Savings produced by court budget cuts are exceeded by harmful economic effects, white paper says

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Savings from state-court budget cuts are outweighed by lost tax revenues and other harmful economic effects, according to a white paper (PDF) analyzing several studies by DRI, the Voice of the Defense Bar.

Salaries make up as much as 96 percent of court budgets, the white paper says. Budget cuts result in job losses, diminished tax revenues for local governments, and the increased expense of unemployment benefits.

Cuts also slow resolution of civil cases. The uncertainty caused by pending cases makes businesses reluctant to spend money on equipment, additional employees and expanded product lines, which also affects the local economy, the paper concludes.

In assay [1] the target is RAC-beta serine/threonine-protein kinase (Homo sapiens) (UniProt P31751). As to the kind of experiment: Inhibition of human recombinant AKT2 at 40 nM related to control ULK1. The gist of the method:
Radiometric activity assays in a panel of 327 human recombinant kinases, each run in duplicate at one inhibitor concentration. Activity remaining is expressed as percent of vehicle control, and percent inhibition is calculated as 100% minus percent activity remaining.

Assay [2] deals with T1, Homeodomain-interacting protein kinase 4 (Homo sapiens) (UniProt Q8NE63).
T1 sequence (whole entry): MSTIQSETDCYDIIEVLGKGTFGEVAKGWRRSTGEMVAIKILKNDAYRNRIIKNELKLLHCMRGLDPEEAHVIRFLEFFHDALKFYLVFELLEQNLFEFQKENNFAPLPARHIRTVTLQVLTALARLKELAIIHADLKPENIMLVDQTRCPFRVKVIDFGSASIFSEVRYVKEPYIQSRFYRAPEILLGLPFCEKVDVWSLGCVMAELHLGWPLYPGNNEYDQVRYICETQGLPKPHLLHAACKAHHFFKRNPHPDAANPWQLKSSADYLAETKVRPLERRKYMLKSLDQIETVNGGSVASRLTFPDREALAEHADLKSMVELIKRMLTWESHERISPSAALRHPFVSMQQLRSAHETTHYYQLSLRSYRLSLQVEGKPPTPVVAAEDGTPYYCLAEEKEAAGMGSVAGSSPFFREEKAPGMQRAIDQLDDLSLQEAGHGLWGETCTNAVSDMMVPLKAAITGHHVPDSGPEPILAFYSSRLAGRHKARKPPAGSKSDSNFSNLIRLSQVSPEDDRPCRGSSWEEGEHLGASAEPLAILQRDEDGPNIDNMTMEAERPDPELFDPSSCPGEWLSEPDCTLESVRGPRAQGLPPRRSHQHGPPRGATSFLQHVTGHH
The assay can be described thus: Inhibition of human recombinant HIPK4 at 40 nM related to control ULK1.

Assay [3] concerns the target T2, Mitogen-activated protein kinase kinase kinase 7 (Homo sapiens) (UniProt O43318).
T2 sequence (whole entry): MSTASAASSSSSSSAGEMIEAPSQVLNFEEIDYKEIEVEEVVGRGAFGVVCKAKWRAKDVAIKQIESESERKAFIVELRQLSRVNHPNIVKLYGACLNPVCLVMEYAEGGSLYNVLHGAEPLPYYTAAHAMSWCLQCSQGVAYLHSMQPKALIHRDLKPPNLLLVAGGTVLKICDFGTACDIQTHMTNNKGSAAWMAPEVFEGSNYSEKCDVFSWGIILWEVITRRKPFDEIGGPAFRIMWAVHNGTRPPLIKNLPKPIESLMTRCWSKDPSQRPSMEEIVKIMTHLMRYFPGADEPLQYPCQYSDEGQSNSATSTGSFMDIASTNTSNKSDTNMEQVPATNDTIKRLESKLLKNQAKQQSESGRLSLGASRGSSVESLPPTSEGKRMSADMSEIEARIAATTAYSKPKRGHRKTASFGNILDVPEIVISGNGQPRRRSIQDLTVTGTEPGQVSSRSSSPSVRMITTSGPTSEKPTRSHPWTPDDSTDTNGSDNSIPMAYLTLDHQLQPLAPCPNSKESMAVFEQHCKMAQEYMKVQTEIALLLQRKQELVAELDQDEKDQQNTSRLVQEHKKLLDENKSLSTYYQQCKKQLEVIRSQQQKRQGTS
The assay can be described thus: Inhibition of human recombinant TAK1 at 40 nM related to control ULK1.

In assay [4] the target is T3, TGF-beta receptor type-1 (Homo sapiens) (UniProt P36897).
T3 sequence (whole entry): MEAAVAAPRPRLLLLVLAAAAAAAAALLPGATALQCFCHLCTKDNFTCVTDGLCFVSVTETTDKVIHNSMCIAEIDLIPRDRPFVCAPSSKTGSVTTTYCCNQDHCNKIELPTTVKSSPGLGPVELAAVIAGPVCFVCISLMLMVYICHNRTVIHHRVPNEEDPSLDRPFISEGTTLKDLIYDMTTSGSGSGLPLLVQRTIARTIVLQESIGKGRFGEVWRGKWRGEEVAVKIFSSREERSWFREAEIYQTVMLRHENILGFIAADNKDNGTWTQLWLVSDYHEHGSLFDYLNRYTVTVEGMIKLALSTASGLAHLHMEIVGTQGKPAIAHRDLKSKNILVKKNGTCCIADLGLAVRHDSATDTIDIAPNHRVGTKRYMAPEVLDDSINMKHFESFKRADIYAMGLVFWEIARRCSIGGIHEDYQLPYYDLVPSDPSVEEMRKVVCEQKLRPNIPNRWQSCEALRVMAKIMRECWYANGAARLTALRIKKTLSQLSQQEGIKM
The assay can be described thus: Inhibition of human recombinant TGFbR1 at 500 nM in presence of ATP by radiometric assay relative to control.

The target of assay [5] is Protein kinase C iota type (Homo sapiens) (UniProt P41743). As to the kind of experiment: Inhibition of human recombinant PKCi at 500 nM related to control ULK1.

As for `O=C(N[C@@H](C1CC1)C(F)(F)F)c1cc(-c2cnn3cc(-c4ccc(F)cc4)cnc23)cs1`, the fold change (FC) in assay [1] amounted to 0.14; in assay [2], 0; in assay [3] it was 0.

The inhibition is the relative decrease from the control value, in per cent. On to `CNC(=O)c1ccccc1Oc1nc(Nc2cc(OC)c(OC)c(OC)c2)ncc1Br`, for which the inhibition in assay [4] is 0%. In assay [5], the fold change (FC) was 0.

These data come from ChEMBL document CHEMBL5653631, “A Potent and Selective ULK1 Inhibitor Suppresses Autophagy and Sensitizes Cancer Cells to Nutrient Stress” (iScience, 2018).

“Because the judicial branch comprises such a small portion of a state government’s overall budget,” the paper says, “cuts to the judicial branch result in little savings for state governments, but trigger significant governmental, social and economic costs.” This press release summarizes the results.

The paper cited studies that the Washington Economics Group did for the Florida Bar and the Georgia State Bar, and two studies of Los Angeles courts by Micronomics.

The Florida study, for example, concluded that the backlog in foreclosure cases caused by underfunding of the state court system resulted in a $9.9 billion annual loss to the state’s economy in direct costs, and an additional $7.2 billion in indirect costs.

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